In nine months of this fiscal year, ie between July 2021 and March 2022, Pakistan’s overall exports, including the exports of goods and services, fetched $28.855 billion. During the same period of last year, overall exports had earned $23.117bn, according to the State Bank of Pakistan’s Balance of Payments (BOP) statement.

The year-on-year growth of 24.8pc is heartening.

But the problem is that while exports were galloping, imports were not strutting. Within nine months of this fiscal year total imports, including those of goods and services, consumed $62.131bn — against $44.409bn last year. This means overall imports grew faster than overall exports—by 39.9pc to be exact. That paled all the gains made in exports.

From the point of view of managing the country’s overall external account, large gains made in exports mean little if imports outweigh them. Because at the end of the day the country has to pay more foreign exchange on its trade account than whatever it receives.

Export earnings from China increased from $1.21bn in 2010 to $2.04bn in 2021, whereas imports shot up from a fairly large amount of $3.28bn to a mind-boggling sum of $13.3bn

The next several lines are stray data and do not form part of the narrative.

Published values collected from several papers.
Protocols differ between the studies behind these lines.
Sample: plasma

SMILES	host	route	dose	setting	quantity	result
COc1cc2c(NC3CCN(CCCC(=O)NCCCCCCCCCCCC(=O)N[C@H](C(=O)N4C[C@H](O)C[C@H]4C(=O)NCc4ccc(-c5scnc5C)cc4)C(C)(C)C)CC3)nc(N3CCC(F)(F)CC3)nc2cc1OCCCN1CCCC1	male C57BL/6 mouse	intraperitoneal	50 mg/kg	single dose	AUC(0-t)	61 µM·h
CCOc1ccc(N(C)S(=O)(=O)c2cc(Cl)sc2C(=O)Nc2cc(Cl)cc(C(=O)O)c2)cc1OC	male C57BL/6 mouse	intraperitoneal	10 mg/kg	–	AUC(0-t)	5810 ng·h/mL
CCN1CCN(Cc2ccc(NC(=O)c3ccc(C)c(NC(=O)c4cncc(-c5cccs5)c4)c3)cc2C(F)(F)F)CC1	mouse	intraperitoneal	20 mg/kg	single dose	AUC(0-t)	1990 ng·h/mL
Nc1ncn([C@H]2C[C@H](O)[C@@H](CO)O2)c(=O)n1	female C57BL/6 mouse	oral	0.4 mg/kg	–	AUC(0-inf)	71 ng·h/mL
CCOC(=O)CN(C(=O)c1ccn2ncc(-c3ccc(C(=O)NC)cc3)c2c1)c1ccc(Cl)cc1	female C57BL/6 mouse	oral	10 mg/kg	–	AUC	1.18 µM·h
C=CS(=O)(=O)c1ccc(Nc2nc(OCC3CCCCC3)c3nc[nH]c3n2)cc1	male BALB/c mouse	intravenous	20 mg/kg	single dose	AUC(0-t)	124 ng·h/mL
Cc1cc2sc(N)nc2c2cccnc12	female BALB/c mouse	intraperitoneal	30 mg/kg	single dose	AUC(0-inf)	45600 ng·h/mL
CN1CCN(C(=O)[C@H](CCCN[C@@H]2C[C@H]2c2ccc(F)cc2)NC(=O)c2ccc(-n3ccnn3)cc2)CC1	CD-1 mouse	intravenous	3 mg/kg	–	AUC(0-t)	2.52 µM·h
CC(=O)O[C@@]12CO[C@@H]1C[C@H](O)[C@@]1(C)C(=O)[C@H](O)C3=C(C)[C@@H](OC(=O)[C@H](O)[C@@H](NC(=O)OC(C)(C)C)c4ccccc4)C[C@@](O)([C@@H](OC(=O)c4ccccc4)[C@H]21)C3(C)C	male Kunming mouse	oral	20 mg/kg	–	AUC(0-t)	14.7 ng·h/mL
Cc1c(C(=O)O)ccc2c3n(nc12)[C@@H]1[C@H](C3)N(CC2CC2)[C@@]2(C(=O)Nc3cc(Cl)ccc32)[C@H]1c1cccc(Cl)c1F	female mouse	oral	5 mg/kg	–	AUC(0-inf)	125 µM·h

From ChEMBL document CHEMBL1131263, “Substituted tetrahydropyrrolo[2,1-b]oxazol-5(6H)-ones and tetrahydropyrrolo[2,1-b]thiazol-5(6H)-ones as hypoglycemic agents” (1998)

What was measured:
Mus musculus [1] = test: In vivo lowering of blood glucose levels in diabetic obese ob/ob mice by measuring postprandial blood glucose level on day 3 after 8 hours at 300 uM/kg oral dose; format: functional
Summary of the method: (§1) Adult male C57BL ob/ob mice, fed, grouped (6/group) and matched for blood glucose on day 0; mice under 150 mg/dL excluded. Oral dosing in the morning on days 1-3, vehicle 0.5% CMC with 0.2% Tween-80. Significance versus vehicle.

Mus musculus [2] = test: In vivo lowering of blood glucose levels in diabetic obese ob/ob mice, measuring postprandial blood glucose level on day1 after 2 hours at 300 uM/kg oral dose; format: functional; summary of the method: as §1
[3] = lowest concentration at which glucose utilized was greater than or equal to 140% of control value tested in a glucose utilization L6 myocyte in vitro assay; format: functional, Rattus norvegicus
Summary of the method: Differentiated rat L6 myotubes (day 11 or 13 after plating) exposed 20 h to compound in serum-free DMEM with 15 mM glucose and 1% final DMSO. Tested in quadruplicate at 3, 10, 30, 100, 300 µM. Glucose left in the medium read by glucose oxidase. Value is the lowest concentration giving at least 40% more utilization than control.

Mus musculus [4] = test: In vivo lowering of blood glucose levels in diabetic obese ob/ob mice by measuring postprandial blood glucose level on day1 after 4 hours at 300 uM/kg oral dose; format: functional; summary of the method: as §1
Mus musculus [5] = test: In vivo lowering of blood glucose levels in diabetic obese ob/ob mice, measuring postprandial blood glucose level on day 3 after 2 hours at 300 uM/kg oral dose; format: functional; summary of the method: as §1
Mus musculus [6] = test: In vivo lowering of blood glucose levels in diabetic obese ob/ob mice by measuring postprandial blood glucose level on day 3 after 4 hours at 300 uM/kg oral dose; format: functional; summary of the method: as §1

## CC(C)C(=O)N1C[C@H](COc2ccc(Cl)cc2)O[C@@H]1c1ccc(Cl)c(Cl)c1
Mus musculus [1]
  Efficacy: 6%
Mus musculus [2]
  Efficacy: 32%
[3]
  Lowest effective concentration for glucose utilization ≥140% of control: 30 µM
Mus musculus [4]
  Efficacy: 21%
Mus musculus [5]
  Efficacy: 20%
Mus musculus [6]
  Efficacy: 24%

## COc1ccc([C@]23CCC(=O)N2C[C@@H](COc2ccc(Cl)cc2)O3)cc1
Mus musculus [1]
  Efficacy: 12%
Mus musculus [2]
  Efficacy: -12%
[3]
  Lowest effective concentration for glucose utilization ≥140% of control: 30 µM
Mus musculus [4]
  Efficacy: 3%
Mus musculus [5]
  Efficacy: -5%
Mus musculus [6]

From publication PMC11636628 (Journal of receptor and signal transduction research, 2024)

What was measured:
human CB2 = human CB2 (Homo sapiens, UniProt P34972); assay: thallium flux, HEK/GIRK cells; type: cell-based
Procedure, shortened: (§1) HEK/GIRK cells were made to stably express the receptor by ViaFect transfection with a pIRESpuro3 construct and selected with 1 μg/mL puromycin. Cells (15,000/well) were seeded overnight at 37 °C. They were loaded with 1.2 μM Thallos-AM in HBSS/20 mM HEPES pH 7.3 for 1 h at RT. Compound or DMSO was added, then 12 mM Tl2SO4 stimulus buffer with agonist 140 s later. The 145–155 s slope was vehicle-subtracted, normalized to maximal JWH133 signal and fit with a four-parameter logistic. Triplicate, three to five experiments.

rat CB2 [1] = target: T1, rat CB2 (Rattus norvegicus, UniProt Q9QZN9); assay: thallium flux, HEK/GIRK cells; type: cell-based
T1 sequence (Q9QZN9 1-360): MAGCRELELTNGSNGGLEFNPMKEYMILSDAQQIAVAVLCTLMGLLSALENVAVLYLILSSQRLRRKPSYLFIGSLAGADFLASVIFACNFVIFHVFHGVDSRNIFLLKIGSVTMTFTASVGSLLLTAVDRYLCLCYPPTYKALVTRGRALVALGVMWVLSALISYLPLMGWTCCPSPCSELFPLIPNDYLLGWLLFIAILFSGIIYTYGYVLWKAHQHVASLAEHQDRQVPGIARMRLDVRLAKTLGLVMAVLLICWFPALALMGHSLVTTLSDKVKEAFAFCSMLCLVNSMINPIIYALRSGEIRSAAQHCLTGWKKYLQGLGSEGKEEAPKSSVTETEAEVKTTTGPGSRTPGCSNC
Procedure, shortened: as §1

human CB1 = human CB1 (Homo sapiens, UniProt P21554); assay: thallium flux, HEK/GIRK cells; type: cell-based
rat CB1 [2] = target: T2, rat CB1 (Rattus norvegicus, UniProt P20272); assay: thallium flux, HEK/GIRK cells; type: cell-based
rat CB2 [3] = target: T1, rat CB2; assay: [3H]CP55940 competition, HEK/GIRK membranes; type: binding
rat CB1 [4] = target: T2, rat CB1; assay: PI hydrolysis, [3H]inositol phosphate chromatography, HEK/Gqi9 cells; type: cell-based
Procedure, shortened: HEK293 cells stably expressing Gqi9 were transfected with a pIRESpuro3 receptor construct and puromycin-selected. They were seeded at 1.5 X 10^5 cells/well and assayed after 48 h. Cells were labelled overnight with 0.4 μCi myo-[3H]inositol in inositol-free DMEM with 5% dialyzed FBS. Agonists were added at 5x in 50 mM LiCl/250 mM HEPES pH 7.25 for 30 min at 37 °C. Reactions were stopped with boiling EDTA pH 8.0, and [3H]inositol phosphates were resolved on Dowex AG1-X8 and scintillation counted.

So, why don’t Pakistan’s exports grow in a fashion that their growth does not have to rely heavily on imported materials? Or is it that the overall exports bill balloons more due to larger foreign purchases of finished goods and less due to imports of inputs of export-oriented industries. Well, in Pakistan’s case, both factors continue to push imports up. And, the solution lies in producing more value-added, thus pricier export products so that even a small growth in exports can lead to big value gains.

When it comes to boosting exports, identification of potential markets, developing new lines of products, focusing on existing markets and existing products, improvement in manufacturing processes to produce quality products and acquiring the leverage for charging a higher average per unit price — all matter. Pakistan needs to do it all at once to increase its export earnings.

The country can do this if exports get the early attention of the new government, changes are introduced at every level of policymaking and institutions that implement the policies are reinvigorated. A mechanism needs to be developed to seek greater input from provincial governments and the private sector representatives in the framing of trade policies.

In 2020, total exports made up 10% of GDP when the global average was 26.5pc of GDP

And the board of the Pakistan Trade Development Authority (PTDA) must be reconstituted to include more representatives of the private sectors and experts on specific lines of exports. A federal governmental body needs to be set up for promoting services exports along the lines of PTDA with due representation of the private sector leaders in services exports.